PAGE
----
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A 'Treasure' At The Box Office

Nicolas Cage's fourth collaboration with mega-producer Jerry Bruckheimer opened much stronger than expected this weekend. "National Treasure" was No. 1 at the box office, bringing in an impressive $35 million.

"SpongeBob SquarePants" made his big-screen debut and soaked up over $33 million, The Early Show entertainment contributor Laurie Hibberd reports in "Box Office Plus."

After two weeks in the top spot, "The Incredibles" fell hard, from first to third place, with $26.8 million, lifting its total to $177.8 million. Tom Hanks' Christmas adventure "The Polar Express" came in fourth with $15.2 million in its second weekend. Costing $170 million to make, the high-tech breakthrough movie has had a cool reception from audiences, taking in $51 million in 10 days.

After a healthy $8.7 million debut in narrower release of 530 theaters a week earlier, Renee Zellweger's "Bridget Jones: The Edge of Reason" had a so-so expansion, taking in $10.1 million in 2,450 cinemas. A sequel to the 2001 romantic comedy hit, the movie came in at No. 5.

Hollywood had a second straight weekend of rising revenues after a slump that lasted most of autumn. The top 12 movies grossed $144.8 million, up 15 percent from the same weekend last year.

The strong revenues provide a good springboard into Thanksgiving, one of Hollywood's busiest weekends. The crowd of family films - including Tim Allen's "Christmas With the Kranks," opening Wednesday - should prove a powerful draw over the long weekend, said Paul Dergarabedian, president of box-office tracker Exhibitor Relations.

"With this many family films, it's going to be a bloodbath," Dergarabedian said. "`The Incredibles' is going to be a huge factor, `Spongy' is going to be a huge factor. Even `Polar Express,' which people were trashing on, will be a factor because it's a holiday movie."

"National Treasure" centers on a plot to steal the Declaration of Independence to obtain the hidden clues to a colossal fortune stashed by the Founding Fathers.

Unlike Bruckheimer action flicks aimed at the adult-male crowd, "National Treasure" had a softer PG rating that opened it to family audiences. The movie drew solidly among all age groups and scored well among women, too, said Chuck Viane, head of distribution for Disney, which released "National Treasure."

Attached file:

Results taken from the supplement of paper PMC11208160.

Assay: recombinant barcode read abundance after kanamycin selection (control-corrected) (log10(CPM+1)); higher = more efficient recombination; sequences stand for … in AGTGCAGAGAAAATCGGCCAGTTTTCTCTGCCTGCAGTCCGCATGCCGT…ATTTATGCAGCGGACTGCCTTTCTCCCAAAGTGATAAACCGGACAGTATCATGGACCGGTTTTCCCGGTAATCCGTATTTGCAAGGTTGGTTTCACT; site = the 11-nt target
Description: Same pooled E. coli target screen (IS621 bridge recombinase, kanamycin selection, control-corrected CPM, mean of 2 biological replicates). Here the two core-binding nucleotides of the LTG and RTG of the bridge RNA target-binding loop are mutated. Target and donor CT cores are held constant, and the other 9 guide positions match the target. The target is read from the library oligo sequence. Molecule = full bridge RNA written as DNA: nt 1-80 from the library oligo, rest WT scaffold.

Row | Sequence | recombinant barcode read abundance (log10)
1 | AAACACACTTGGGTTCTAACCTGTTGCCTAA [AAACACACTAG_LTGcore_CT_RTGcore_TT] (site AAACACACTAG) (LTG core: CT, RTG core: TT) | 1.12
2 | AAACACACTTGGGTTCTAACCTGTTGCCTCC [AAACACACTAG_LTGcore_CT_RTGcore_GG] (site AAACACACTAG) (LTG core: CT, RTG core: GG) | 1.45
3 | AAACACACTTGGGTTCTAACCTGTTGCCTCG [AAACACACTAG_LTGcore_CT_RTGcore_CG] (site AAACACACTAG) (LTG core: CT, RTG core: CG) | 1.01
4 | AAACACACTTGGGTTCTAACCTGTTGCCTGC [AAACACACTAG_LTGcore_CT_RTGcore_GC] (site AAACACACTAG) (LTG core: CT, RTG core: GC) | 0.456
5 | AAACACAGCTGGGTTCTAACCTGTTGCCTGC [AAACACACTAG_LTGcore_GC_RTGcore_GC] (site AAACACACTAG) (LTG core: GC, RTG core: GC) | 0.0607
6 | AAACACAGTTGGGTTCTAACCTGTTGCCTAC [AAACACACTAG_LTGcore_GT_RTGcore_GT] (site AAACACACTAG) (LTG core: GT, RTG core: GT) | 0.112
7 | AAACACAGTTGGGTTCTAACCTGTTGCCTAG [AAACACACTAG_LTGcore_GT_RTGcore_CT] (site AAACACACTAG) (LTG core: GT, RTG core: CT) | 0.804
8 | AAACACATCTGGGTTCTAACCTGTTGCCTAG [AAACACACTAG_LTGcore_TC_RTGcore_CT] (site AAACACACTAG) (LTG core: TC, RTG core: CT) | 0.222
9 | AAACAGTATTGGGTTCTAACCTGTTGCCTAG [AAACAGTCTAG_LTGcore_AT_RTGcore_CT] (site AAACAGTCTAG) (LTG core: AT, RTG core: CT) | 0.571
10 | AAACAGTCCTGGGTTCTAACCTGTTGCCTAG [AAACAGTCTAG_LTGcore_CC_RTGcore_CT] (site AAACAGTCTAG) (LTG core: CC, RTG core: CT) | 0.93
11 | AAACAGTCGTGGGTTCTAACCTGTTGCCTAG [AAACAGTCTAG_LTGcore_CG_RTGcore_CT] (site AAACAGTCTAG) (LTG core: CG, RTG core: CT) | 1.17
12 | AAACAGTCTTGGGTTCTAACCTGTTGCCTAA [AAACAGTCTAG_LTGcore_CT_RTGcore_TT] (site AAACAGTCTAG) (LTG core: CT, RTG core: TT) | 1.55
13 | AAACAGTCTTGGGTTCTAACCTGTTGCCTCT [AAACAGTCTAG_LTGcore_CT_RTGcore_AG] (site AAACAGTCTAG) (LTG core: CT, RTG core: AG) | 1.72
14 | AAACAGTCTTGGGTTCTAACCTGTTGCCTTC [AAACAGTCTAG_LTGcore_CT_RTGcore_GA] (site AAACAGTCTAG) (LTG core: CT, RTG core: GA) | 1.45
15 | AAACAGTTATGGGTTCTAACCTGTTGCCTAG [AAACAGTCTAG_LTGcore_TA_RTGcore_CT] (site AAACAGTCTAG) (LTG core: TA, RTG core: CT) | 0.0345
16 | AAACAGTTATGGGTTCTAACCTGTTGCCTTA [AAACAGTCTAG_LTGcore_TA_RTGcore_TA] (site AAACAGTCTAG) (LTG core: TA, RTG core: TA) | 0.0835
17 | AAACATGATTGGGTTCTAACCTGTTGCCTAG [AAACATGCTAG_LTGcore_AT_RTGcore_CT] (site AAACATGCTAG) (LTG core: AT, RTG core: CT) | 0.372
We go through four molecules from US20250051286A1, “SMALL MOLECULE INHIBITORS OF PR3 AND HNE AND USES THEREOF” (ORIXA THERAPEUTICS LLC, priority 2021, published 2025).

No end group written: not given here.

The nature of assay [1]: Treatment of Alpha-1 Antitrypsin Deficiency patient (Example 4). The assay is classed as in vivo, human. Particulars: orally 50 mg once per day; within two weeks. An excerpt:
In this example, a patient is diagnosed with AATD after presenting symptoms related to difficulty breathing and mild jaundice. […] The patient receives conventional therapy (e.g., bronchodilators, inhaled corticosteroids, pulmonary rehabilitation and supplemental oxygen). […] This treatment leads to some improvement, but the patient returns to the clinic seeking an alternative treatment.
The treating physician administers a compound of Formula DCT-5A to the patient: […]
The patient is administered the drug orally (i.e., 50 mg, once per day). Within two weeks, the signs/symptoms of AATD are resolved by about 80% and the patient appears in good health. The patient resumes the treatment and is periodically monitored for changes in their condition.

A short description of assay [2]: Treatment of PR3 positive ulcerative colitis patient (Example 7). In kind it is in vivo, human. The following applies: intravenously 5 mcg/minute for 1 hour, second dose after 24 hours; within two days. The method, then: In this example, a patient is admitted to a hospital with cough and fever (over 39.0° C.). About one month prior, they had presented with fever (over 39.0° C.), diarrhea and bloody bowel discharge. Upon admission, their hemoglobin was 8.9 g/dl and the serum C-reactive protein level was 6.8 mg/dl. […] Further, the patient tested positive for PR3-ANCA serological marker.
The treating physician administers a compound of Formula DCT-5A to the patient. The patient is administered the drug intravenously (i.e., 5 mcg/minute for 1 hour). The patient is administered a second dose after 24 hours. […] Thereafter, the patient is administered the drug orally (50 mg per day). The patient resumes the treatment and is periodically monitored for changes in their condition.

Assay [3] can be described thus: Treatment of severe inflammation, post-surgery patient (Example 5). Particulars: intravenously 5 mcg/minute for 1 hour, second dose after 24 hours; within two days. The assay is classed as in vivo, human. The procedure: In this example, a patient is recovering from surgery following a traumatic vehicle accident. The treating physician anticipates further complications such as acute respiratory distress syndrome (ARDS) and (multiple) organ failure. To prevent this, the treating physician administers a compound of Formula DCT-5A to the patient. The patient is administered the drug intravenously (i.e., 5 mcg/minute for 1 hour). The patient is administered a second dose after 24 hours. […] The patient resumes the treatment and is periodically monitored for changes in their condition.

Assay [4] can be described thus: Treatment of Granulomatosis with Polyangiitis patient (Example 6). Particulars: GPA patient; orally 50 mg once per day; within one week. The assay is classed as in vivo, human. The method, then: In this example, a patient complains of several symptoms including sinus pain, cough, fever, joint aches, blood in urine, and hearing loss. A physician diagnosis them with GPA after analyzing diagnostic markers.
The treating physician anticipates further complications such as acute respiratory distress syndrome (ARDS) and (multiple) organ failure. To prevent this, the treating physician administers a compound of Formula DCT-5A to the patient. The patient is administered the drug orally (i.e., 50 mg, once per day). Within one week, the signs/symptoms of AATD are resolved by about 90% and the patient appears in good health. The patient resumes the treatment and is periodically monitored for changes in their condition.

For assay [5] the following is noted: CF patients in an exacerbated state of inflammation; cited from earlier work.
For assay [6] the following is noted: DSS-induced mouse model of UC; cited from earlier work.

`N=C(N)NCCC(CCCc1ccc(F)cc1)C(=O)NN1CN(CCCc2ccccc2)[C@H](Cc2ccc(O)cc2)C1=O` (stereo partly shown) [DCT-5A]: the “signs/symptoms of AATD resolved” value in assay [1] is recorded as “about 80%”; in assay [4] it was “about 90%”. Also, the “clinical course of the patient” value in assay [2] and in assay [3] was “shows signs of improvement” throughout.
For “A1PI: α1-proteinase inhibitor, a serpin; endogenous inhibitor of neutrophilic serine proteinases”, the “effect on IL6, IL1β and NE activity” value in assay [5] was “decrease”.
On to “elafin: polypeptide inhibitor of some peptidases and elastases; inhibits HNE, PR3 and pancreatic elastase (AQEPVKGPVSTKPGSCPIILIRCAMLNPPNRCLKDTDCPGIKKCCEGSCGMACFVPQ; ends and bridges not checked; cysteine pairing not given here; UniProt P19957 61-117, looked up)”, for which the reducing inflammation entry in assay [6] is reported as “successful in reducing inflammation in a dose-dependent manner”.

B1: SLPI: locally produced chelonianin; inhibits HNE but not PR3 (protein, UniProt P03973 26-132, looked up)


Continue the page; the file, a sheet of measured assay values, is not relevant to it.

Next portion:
"Jerry's core audience goes in looking for a great piece of action, and it delivered on that," Viane said. But the PG rating "expands the size of your audience so you get a much bigger spread of folks coming in."

"The SpongeBob SquarePants Movie" is the first big-screen adventure for the Nickelodeon TV cartoon bottom-dweller, a cheery sponge who lives among his aquatic pals. The movie was generally well-received by critics, who called it a cheery breath of fresh air and good humor.

A big part of SpongeBob's appeal is that he is eternally optimistic, presenting a good role model for children, said Wayne Lewellen, head of distribution for Paramount, which released the movie.

"The character always seems to be happy and accepts everything in good nature, whatever it is," Lewellen said.

In limited release, Pedro Almodovar's "Bad Education" had a terrific opening, grossing $147,366 in three theaters. The movie's convoluted plot centers on the relationship of two boys whose budding romance is destroyed by a jealous priest.

Estimated ticket sales for Friday through Sunday at North American theaters, according to Exhibitor Relations Co. Inc. are:


  1. "National Treasure," $35.3 million.
  2. "The SpongeBob SquarePants Movie," $33.5 million.
  3. "The Incredibles," $26.8 million.
  4. "The Polar Express," $15.2 million.
  5. "Bridget Jones: The Edge of Reason," $10.1 million.
  6. "After the Sunset," $5.3 million.
  7. "Ray, $4.6 million.
  8. "The Grudge," $3.8 million.
  9. "Seed of Chucky," $3.1 million.
  10. "Saw," $3 million.
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